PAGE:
The Ontario Assessment Review Board has ruled that there is no
evidence the presence of a wind farm affected the value of Ed and
Gail Kenney's waterfront property on the west end of Wolfe
Island, a rural community located in the Township of Frontenac
Islands on Lake Ontario.
The Municipal Assessment Property Assessment Corporation (MPAC)
assessed the Kenney property at $357,000 for the 2009, 2010 and
2011 taxation years, a valuation that the Kenney's objected to
due to their proximity to the Wolfe Island Wind Project, the second
largest wind farm in Canada, which has been in commercial operation
since June 2009. The Kenney's property is located within 1 km
of three turbines, 2 km of 14 turbines and 3 km of 27 turbines. The
Kenney's argued that the existence of the wind farm reduced the
value of their property because of the various nuisances or
annoyances that it caused.
The Board rejected the Kenney's arguments. In
particular, the Board found that:
the noise from the wind turbines has not restricted the
there was no direct link between Ms. Kenney's complaints
about tinnitus and the wind farm;
neither "shadow flicker" or lighting on the turbines
interferes with the Kenneys' enjoyment of the property;
the Kenney's view of the waterfront from their property (a
view which could affect property value) was unaffected;
there was no evidence presented to show that industrial traffic
from the farm causing increased wait-times for the island ferry
reduced the value of properties on Wolfe Island; and
there was no evidence presented to demonstrate that the wind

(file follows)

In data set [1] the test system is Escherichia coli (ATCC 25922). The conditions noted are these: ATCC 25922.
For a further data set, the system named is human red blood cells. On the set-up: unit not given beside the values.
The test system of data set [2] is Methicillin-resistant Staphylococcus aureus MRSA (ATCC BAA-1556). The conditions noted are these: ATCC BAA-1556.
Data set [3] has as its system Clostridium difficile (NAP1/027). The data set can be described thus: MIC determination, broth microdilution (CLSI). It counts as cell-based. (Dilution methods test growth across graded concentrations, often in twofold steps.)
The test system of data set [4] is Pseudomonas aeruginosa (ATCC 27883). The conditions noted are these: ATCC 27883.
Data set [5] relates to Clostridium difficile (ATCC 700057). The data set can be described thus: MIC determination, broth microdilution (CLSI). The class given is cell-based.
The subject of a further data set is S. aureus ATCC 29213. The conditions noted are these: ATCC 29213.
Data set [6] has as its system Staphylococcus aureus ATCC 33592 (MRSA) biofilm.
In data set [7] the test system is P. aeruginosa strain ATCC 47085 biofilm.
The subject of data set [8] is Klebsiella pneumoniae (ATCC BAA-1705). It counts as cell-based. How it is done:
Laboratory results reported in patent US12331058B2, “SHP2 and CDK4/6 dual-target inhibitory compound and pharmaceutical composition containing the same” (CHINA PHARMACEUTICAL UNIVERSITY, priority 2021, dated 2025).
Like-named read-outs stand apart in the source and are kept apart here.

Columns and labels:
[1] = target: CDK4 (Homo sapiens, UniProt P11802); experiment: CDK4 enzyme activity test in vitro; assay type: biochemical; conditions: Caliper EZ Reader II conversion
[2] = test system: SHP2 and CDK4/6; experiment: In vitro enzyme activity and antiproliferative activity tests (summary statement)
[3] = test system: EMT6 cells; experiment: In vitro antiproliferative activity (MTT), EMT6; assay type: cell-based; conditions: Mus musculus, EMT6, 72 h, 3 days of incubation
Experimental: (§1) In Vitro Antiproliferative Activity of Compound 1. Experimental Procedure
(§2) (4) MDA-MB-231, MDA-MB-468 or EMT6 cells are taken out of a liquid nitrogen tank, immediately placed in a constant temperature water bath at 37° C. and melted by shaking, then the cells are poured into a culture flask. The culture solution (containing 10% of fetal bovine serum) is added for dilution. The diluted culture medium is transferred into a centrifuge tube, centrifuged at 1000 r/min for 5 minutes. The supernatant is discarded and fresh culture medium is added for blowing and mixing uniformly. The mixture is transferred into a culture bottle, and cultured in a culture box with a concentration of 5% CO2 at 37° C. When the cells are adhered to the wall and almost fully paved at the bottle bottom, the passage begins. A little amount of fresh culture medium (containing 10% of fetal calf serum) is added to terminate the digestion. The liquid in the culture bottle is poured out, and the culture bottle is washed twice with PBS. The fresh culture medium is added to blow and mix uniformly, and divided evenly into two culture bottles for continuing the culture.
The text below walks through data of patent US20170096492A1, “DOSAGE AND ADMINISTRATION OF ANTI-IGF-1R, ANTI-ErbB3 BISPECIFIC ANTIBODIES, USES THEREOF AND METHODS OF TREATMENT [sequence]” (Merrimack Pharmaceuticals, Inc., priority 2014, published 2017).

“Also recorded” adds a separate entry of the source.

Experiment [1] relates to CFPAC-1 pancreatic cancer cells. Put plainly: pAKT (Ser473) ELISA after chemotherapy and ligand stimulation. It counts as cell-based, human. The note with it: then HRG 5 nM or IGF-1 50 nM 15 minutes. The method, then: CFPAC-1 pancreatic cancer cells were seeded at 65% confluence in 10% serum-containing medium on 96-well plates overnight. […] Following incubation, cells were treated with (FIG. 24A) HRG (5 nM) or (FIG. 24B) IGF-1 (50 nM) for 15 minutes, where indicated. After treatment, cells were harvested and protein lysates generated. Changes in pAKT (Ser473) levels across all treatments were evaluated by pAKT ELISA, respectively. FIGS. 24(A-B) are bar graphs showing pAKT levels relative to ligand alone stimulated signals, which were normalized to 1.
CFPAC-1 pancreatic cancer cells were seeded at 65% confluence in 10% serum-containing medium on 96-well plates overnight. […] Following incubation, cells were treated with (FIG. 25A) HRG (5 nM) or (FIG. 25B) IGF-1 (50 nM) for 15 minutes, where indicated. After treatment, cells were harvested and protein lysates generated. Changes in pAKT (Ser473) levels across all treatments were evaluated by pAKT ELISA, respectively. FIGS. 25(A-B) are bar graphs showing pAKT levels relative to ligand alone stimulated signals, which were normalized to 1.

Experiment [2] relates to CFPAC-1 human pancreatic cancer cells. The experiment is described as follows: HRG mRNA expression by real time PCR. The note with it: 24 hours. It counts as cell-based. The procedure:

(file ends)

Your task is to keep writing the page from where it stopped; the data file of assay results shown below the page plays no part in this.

turbines caused a degradation of the natural environment on the
Because MPAC has not yet developed a category in its assessment
formula for proximity to wind turbines, the only way for the Board
to assess whether the property was over-valued was through
analysing sales of similar property on Wolfe Island. The Board
examined listings and sales of property on the island, focusing on
sales of waterfront property, and found that sales of such property
following the approval, construction and operation of the wind farm
had not slowed and that the selling price of the properties did not
indicate that the wind farm had any depreciative effect on
As a result of these findings, the Board concluded that there
was nothing to indicate that the value of the Kenneys' property
had been negatively affected by the creation or operation of the
wind farm and confirmed MPAC's assessment of the property at
The content of this article is intended to provide a general
guide to the subject matter. Specialist advice should be sought
about your specific circumstances.
To print this article, all you need is to be registered on Mondaq.com.
Click to Login as an existing user or Register so you can print this article.
The Divisional Court is grappling with a complex battle between two possibly overlapping First Nations over whether a Northern Ontario hydropower project is being lawfully evaluated under the Environmental Assessment Act.